Explore the gardens

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  • 25 January 2020

Explore the Gardens

There's loads to see at Myddelton House Gardens with just a few of its wonderful features listed below:

The New River

Masterminded by Sir Hugh Myddelton, the New River brought fresh water from Ware in Hertfordshire to London. The river became redundant in 1859 but was kept as a feature in the garden until 1967. The footprint of this can still be seen in the gardens in the form of the New River Lawn. 

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Alpine Meadow

 

The Alpine Meadow

In this area of the garden Bowles created an alpine environment inspired by his plant hunting holidays in the Pyrenees. From late winter and into spring a mass of snowdrops and crocuses appear, followed shortly after by daffodils and camassias. In summer the area is carpeted in a blue cloud of wild geraniums that grow up through the grass.

The Rock Garden

The Rock Garden was a place of considerable joy for Bowles who helped with its layout and construction, each stone being moved into place without the aid of machinery.  Since then the area has undergone renovation works and is host to a spectacular Hosta Bank. The Japanese style pagoda overlooking the rock garden is the perfect spot to soak up the sun and admire the view.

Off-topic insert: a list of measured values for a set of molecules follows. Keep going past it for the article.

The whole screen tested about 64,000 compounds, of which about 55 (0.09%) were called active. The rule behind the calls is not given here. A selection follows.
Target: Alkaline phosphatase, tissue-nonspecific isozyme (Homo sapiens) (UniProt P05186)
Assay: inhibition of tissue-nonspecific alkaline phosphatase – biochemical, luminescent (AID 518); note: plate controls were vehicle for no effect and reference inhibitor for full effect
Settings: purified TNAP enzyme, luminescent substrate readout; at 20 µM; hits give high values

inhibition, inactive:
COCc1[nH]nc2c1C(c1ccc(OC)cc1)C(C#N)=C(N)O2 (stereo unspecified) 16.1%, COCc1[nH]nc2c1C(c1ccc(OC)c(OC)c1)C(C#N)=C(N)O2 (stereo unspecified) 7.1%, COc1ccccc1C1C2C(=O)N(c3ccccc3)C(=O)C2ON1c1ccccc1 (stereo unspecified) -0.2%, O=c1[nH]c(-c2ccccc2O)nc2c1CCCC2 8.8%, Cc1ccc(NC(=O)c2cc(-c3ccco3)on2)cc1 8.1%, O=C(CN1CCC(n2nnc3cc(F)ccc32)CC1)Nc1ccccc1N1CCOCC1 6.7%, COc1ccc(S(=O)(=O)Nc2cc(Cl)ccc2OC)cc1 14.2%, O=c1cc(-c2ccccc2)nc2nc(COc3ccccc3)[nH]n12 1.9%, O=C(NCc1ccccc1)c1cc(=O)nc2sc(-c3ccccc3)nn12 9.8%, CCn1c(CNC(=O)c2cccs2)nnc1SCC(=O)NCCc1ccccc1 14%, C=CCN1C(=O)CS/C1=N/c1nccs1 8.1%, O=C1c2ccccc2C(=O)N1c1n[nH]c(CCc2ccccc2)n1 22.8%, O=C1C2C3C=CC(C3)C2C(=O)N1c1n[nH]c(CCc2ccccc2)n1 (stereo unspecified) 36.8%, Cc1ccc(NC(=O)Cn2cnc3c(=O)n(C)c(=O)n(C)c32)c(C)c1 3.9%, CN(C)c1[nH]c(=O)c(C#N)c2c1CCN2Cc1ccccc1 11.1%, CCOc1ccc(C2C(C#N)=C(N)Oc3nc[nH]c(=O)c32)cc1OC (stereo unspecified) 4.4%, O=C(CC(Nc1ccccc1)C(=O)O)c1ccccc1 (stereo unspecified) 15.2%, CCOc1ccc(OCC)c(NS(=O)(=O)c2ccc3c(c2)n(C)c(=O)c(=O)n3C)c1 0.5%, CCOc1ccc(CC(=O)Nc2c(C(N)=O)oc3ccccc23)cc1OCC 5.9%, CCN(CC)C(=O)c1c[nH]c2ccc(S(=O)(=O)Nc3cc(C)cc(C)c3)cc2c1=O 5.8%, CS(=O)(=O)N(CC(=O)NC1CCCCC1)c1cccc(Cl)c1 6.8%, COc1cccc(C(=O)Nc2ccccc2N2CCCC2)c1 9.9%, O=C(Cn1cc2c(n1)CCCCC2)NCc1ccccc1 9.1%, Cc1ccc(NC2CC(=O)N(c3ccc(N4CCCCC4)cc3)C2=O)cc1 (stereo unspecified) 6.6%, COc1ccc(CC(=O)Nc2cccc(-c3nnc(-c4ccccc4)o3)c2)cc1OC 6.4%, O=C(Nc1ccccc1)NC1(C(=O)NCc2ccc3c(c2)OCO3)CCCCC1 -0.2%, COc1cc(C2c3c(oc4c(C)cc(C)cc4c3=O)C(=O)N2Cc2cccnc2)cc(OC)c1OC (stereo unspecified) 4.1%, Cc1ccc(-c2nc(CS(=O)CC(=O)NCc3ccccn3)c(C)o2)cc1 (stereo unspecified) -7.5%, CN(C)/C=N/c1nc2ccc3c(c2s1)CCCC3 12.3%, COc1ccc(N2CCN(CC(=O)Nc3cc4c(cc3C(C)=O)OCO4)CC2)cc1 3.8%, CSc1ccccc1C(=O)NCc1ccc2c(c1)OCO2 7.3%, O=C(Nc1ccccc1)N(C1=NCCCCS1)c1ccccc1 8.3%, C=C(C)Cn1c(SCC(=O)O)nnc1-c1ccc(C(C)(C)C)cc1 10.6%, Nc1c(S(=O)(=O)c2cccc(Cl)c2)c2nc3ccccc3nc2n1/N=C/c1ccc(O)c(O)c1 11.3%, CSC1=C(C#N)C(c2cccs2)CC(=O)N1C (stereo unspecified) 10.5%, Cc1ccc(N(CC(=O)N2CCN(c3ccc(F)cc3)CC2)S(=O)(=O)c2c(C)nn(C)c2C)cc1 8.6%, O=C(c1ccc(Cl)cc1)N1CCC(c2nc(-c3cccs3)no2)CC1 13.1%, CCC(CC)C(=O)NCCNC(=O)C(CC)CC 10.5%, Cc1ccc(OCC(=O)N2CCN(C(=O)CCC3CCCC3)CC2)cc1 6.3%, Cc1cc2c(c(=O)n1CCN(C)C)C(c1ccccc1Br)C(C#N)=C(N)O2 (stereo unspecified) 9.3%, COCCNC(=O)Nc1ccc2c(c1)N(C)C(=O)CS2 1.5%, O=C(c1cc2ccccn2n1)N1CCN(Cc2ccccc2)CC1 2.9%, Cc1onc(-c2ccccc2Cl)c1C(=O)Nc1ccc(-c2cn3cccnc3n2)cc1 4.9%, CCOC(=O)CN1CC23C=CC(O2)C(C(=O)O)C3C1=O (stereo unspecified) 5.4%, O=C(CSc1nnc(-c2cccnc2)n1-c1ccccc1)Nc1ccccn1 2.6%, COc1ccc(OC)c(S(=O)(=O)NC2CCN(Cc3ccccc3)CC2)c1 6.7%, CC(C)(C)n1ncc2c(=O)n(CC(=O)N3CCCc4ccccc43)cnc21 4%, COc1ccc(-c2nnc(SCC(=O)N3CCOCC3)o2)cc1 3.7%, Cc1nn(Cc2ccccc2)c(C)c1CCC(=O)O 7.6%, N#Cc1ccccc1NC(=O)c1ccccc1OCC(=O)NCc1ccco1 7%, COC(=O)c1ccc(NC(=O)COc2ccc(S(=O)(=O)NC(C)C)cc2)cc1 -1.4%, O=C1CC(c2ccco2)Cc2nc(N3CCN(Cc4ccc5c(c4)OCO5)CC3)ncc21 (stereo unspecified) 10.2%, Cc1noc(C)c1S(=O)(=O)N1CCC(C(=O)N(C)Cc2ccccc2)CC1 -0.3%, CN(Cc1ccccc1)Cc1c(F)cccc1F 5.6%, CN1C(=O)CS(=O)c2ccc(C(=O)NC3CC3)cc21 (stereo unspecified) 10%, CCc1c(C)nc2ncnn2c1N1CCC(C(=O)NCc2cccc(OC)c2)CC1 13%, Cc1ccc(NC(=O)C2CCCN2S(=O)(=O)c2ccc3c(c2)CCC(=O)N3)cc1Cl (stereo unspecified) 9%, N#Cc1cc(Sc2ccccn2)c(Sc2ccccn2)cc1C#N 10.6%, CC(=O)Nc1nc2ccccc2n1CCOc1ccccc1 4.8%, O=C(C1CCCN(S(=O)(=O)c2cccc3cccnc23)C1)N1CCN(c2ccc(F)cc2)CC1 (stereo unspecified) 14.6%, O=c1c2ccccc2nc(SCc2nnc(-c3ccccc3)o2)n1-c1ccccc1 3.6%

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The pond at Myddelton House Gardens

The Pond

Forming the centre piece of the gardens, the pond and its fountain make a tranquil spot to pause and watch the world go by. During summer days Bowles could often be seen weeding the pond margins and would regularly use water from the nearby New River to top up the water levels when they got too low.

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Market Cross

The Market Cross

Bowles loved to salvage local relicts and artefacts, rescuing the Market cross from a builder’s yard where it was destined to become rubble. It now forms a striking feature in the centre of the Rose Garden, a formal area of beds that can be discovered in the hidden centre of the garden.

Japanese Knotweed

Bowles planted Japanese Knotweed in his garden at Myddelton House as he admired its architectural qualities, something that seems unthinkable today! Widely considered an invasive species, our gardeners still maintain two specimens as a means to educate visitors on how to identify the weed and to demonstrate that through careful maintenance it can be kept in check.  

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